Today marks the 62nd anniversary of the Luna 2 spacecraft. Soviet Russia was at the time ahead of the US in its space endeavours. It had already launched Luna 1 — the first spacecraft to reach the vicinity of the Moon.
But Luna 2 went one step further, becoming the first craft to physically touch down on the Moon’s surface.
Fast forward a decade later and the first manned mission, Apollo 11, was complete, with Neil Armstrong and Buzz Aldrin the first humans to walk and jump across the Earth’s satellite.
Unknown at the time, on the other side of the moon, the Soviets had made the same journey.
In secret, they had launched Luna 15 while NASA prepared Apollo 11.
Soviet Russia was trying to carry out a sample return mission, hoping to analyse and learn more about the Moon.
The power had had the upper hand over virtually every stage of the Cold War Space Race.
Cosmonaut Yuri Gagarin was the first man in space, cosmonaut Alexei Leonov was the first to perform an extravehicular activity (EVA), and Luna 3 was the first spacecraft to fly past the far side of the Moon.
In 1961, when President John F Kennedy announced his dream of putting a man on the Moon, the Soviet Union was spurred into action.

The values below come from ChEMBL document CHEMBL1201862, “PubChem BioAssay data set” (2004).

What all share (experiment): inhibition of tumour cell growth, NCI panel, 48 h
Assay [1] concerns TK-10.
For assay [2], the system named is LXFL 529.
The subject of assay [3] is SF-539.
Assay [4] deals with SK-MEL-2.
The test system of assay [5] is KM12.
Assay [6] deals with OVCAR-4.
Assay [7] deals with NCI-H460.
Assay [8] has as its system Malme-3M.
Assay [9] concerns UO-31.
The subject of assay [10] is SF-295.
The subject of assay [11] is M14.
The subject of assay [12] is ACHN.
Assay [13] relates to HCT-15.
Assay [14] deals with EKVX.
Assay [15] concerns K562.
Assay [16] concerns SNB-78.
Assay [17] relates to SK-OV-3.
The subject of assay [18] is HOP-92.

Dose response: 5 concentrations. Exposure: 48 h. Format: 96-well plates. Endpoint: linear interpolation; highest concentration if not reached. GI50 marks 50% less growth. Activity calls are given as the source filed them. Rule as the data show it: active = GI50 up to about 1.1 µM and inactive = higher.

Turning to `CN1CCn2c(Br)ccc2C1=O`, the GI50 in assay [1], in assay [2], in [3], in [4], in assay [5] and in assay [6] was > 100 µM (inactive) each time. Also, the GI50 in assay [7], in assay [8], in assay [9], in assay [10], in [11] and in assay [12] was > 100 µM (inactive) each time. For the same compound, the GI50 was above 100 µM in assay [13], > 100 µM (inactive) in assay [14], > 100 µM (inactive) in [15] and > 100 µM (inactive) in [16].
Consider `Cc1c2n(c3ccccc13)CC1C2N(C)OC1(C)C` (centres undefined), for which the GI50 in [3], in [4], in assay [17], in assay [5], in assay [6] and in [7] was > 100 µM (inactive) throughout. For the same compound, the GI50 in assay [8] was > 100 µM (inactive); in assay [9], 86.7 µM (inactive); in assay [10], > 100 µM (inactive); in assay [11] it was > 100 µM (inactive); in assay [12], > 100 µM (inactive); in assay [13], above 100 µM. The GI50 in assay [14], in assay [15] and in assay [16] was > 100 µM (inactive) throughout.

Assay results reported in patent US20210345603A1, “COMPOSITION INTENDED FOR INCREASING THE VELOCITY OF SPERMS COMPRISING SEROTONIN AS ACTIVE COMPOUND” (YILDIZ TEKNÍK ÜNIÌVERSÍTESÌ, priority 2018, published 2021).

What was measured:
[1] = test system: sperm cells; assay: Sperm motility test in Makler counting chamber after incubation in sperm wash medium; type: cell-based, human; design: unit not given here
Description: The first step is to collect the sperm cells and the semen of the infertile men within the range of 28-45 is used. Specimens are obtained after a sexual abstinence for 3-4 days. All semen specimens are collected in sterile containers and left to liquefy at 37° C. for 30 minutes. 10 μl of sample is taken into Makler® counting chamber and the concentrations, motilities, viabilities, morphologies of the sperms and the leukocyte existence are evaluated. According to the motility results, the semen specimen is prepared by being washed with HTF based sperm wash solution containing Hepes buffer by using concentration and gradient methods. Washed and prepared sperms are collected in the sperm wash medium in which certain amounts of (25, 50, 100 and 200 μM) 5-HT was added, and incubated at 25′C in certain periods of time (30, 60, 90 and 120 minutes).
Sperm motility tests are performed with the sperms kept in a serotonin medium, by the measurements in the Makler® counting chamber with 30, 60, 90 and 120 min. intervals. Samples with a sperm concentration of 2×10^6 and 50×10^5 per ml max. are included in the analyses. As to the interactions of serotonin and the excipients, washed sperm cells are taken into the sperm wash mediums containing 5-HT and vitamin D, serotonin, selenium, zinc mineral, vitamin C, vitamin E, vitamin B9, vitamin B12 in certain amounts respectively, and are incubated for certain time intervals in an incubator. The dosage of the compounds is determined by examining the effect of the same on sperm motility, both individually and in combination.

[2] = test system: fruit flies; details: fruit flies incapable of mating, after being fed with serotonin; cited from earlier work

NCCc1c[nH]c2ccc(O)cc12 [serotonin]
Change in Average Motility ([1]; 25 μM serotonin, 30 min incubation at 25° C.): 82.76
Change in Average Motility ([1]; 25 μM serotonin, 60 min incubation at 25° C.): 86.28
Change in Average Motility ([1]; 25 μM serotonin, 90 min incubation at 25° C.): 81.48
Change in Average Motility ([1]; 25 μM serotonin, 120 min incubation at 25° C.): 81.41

It almost exploded en route after one of its propellant tanks began to boil in the Sun’s heat, but a midcourse flight correction ensured the probe made the journey safely.
On descent, however, the Moon’s pockmarked surface proved too difficult to land on.
As NASA noted: “Less than six hours after the second correction, Apollo 11 began its descent to the Moon, landing at 8.17pm UT on July 20, 1969.
“The original plan was for Luna 15 to embark on the Moon less than two hours after Apollo 11, but it was not to be.
“Unsure of the terrain below, controllers delayed the landing by another 18 hours.
“During this critical period, Apollo 11 astronauts Neil A. Armstrong and Edwin E ‘Buzz’ Aldrin walked on the Moon.”
In the end, the Luna 15 failed its mission.
Just two hours before Apollo 11 left for Earth, Luna 15 descended to the Moon’s surface, but later analysis found that it had likely crashed on descent at a speed of 298mph.